So far, so ordinary for Buenos Aires. But this was no ordinary tango class: The dance floor was a room in a neuropsychiatric hospital and the students were mental health patients.
Some health centers in Buenos Aires have found that the complex 2/4 beat can help soothe patients, including those suffering from mental ailments, forcing them to focus their minds on an activity that requires, well, two to tango.
“Tango is unique because its embrace creates a romantic connection,” Silvina Perl, coordinator of the tango workshop at the Borda neuropsychiatric hospital, told Agence France-Presse.
“Tango is not a cure, of course, but during the hourlong class, the patients are focused on dancing and when they do, there are no hallucinations or delirium. They are focused on the steps,” the psychologist said.
At Borda, a mental health center for men, some 20 patients danced with women who work with Perl, holding their hands and sides as they took delicate steps—a close contact that can be difficult for people often trapped in their own world.
“The language of tango forces the psychotic person to be in contact with another individual, something that normally does not happen in his world … in which the other does not exist,” Perl said.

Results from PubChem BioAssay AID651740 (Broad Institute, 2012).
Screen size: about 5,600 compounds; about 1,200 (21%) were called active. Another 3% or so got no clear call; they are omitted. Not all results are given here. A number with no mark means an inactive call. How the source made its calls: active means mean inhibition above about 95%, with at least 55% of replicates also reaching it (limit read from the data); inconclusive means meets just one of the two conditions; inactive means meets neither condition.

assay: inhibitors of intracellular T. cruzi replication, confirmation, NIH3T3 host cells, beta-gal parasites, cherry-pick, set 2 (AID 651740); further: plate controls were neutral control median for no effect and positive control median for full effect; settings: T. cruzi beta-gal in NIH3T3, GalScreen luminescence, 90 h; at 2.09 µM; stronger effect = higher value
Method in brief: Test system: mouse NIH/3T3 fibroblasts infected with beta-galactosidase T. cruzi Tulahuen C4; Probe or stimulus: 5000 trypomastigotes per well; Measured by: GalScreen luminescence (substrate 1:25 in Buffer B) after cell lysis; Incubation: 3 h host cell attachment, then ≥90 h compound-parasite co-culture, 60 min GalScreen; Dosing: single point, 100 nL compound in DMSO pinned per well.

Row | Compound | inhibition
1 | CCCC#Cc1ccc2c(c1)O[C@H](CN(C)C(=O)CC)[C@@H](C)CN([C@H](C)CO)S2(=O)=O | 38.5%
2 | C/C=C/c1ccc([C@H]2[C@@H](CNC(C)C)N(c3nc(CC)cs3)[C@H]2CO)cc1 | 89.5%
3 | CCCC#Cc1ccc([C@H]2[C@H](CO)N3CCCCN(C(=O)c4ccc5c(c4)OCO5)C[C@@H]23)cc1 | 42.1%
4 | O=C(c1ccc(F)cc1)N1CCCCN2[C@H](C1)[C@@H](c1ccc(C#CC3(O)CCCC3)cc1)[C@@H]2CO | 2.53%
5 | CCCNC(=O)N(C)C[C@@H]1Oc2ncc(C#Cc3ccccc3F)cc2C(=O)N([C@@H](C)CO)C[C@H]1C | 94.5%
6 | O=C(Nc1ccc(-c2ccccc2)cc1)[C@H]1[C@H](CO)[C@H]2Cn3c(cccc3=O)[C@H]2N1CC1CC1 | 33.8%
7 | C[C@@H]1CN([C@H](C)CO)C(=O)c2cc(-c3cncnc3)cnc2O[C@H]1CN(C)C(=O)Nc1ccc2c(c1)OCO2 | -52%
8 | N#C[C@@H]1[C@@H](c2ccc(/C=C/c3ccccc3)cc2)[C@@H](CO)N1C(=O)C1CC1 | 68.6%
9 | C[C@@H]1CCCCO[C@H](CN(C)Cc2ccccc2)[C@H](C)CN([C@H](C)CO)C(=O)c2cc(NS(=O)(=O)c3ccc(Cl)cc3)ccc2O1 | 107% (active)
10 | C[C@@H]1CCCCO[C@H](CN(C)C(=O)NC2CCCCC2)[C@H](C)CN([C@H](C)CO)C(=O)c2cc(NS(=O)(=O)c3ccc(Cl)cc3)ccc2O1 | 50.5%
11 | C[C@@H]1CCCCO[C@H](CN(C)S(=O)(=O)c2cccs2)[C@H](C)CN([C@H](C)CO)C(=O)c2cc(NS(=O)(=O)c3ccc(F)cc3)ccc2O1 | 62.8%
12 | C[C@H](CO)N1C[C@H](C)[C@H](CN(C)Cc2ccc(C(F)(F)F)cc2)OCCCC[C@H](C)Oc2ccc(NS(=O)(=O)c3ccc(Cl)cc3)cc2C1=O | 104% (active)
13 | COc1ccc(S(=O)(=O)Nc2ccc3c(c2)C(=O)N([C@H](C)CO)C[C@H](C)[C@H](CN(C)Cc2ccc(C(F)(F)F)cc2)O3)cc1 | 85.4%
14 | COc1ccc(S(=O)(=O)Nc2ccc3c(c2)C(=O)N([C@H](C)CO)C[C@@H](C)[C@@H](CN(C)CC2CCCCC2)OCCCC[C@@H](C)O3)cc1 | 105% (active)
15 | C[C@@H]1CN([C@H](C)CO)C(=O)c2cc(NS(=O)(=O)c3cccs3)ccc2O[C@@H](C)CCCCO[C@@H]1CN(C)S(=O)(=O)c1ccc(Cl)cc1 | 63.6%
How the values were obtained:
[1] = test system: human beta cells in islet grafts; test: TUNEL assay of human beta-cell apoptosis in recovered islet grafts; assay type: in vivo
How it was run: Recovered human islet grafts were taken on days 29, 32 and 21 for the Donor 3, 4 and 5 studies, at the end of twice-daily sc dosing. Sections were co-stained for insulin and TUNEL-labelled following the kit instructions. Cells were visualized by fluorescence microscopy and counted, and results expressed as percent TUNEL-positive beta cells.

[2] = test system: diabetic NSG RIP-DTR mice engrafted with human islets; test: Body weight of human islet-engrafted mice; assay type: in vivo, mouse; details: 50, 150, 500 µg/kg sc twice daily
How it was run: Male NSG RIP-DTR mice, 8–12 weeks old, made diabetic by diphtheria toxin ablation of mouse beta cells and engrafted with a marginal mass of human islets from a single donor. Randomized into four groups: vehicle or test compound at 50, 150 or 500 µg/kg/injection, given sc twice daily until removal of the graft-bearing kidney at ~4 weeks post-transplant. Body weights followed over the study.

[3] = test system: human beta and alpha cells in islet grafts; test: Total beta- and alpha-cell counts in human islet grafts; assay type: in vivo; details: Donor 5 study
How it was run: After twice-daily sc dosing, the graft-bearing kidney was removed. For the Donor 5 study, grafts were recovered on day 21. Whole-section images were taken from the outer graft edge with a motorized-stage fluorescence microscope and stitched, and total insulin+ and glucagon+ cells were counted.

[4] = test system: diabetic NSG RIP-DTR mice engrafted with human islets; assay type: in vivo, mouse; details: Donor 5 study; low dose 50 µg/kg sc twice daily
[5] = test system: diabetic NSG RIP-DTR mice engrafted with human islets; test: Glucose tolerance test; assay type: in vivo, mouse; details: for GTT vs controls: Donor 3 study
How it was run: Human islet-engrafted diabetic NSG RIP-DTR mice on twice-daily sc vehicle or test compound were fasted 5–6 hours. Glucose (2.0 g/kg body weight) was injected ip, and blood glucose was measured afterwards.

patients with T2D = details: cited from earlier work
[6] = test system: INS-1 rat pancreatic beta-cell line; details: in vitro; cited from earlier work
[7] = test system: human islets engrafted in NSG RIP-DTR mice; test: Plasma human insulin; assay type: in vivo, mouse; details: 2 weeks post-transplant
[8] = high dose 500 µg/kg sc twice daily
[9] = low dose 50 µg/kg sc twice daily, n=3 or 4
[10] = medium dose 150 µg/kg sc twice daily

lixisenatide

“There is no tango without the other. If you don’t coordinate the dance, there is no dance,” she said.
At the Ramos Mejia public hospital, tango has become a way for the elderly at the geriatric unit to socialize and cure loneliness.
“When older adults stop working, they go into a sort of limbo with a lot of time on their hands, so it is very common for them to have a sedentary lifestyle,” said Alba Balboni, 67, who coordinates the tango project.
“Through tango, they can return to an active social life,” she said.
As songs by Argentine tango legend Carlos Gardel blare from the dance room, doctors and nurses go about their daily business, rushing through corridors to treat patients.
“Tango has a lot of benefits for elderly people. It is like a magic key, but fundamentally it is the magic of the dance’s embrace,” said Balboni, a psychotherapist who lived in the United States for 33 years.
The dance teacher showed the complicated choreography to new students, most a bit shy to hold their bodies and faces close to partners they had never met before.
“In academies, they focus more on the choreography. For us, it’s the embrace,” said Federico Tressero, 65, after his weekly lesson. “Little by little, we get used to the embrace.” AFP